Helping Guide Bengal Cat Owners

Why Cats Go Limp When Picked Up: Understanding the Feline Stress Response

When carrying your cat, you can tell its current mood with how they respond to it. Their body could be rigid or limp, but why does it happen? Why do cats go limp when you pick them up?

When picked up by their owners in their arms, cats go limp to relax. When picked up by the scruff, they become limp due to flexor reflex and avoid incurring injuries.

This article reveals why cats go limp when picked up and how to carry a cat safely to avoid disaster. Read more below!

Why Do Cats Become Limp When They Are Picked Up?

Whatever your cat’s response could be, they feel stressed whenever you do things with them such as petting, playing, and picking them up, but not all stress is bad.

When you carry your cat in your arms and it goes limp, your cat is relaxed around you. Picking up your cat by the scruff triggers a stress response, and it’s an uncomfortable feeling despite it being loose skin.

Kittens go limp when picked up by their mother at the back of their necks, referred to as the flexor reflex. For us, when the limb touches/holds something and the skin is hurt or harmed, the flexor muscle removes the limb from the source of harm.

It is speculated whether kittens are relaxed or fearful when picked up by the scruff because it is a vulnerable part of the body. In adult cats, scruffing elicits fear, uncertainty, and unease.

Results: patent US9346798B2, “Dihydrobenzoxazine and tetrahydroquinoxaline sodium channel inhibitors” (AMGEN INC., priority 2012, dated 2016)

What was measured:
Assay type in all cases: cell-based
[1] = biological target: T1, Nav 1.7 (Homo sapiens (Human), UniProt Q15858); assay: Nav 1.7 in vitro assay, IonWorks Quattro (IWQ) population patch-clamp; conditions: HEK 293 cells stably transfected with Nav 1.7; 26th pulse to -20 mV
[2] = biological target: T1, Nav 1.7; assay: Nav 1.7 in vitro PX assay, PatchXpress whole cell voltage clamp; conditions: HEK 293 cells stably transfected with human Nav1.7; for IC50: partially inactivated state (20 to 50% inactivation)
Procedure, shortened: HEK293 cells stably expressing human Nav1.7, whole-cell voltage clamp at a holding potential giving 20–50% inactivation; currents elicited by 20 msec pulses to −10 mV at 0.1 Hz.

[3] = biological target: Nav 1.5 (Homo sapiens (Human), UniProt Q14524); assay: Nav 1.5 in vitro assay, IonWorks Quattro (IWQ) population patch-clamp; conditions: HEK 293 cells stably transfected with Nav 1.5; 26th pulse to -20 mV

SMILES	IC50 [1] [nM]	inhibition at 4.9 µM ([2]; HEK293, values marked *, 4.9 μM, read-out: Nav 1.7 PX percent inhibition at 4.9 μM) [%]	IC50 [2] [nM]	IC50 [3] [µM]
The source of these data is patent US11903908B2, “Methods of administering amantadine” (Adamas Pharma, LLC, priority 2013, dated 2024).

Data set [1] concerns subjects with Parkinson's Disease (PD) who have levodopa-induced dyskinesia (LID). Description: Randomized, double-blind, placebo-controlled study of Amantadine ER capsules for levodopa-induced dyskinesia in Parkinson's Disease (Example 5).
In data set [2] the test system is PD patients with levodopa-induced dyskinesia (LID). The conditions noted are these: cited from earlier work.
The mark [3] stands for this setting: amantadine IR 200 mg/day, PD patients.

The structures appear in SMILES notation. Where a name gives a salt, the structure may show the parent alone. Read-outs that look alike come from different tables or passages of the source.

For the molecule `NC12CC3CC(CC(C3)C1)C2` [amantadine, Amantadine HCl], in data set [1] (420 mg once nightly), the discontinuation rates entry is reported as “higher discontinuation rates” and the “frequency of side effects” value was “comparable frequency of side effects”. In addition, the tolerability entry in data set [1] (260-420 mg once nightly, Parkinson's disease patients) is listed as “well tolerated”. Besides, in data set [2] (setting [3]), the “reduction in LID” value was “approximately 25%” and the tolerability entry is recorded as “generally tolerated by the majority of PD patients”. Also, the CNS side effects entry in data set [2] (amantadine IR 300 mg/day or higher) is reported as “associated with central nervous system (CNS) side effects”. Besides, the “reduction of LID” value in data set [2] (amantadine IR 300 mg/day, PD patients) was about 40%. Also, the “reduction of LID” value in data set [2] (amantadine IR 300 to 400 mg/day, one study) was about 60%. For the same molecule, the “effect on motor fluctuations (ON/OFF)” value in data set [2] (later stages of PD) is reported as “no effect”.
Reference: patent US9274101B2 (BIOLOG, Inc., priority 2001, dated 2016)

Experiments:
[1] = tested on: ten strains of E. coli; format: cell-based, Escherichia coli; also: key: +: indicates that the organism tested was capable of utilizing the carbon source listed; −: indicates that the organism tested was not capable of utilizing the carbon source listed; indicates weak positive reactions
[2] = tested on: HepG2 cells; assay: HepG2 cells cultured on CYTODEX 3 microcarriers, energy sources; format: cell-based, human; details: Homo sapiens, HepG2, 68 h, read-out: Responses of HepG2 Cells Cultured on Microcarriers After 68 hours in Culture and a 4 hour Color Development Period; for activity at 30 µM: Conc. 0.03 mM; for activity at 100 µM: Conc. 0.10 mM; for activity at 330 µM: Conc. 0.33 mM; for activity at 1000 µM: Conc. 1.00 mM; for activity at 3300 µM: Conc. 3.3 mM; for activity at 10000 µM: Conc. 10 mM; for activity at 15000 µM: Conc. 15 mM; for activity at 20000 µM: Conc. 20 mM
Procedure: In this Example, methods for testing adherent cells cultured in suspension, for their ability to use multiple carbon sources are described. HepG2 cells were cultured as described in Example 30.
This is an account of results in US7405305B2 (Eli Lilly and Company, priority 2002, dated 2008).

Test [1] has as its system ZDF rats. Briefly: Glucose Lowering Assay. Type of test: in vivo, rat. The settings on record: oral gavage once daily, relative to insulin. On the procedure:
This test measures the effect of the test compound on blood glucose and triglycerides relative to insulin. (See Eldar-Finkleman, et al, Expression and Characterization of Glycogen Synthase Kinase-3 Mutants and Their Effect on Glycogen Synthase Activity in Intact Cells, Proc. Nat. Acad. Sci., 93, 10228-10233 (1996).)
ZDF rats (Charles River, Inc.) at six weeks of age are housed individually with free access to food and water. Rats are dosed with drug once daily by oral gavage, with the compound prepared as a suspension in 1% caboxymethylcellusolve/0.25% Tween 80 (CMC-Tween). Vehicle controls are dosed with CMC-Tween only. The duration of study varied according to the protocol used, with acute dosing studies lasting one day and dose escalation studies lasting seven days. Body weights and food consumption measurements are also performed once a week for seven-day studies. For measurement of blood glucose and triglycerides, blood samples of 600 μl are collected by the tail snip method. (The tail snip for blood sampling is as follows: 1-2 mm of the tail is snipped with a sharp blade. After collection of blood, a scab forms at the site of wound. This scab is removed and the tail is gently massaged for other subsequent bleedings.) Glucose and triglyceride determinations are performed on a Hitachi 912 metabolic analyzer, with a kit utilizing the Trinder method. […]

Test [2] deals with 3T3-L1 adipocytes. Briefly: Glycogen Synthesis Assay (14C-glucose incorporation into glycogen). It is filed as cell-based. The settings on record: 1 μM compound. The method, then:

Read: Do Cats See Humans as Cats? An Exploration of Feline Cognition

Do Cats Get Stressed When You Pick Them Up?

It can be stressful for cats to be stroked or picked up when they are not wanted or enjoy it. Although many cats will enjoy being touched and carried, they may find this constant attention very stressful.

Being lifted off the ground and picked up frequently causes stress in many cats. A situation where someone might get scratched or bitten could arise if the cat is not used to being picked up. Injuries can occur to cats if they fall to the ground while trying to scramble out of a person’s grasp.

Always have a reason for picking up your cat; don’t insist on holding a struggling cat to coax her to give up or adjust. Be mindful of your cat’s tolerance levels. A squirmy, unhappy cat will grow to dislike being held the next time.

Read: Why Do Cats Age So Fast? Explaining the Rapid Aging of Cats